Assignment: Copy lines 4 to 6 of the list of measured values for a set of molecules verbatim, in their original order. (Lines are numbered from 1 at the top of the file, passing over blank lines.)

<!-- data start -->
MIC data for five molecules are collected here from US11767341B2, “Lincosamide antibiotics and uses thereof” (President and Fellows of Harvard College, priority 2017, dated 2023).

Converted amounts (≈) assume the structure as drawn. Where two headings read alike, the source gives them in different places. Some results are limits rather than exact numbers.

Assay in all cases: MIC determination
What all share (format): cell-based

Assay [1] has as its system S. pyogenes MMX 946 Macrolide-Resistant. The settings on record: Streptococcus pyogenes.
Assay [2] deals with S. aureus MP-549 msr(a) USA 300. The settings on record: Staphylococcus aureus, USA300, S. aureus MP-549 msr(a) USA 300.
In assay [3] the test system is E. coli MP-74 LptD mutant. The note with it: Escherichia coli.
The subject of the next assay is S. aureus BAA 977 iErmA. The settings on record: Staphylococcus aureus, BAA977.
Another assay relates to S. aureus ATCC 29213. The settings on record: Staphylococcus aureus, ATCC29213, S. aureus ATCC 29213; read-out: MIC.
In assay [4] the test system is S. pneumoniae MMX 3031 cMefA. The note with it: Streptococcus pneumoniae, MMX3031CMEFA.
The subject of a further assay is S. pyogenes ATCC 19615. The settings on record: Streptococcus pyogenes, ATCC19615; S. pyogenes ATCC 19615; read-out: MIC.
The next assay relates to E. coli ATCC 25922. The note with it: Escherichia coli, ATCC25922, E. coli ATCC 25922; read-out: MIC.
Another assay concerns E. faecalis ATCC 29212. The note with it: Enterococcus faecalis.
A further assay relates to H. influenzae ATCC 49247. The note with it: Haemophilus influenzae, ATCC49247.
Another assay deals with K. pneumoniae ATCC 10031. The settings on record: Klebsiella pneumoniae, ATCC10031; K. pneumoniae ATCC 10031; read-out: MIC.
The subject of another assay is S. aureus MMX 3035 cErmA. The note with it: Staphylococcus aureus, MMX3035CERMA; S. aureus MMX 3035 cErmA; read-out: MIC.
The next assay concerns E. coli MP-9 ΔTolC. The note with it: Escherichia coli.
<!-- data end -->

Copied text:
What all share (format): cell-based

Assay [1] has as its system S. pyogenes MMX 946 Macrolide-Resistant. The settings on record: Streptococcus pyogenes.
Assay [2] deals with S. aureus MP-549 msr(a) USA 300. The settings on record: Staphylococcus aureus, USA300, S. aureus MP-549 msr(a) USA 300.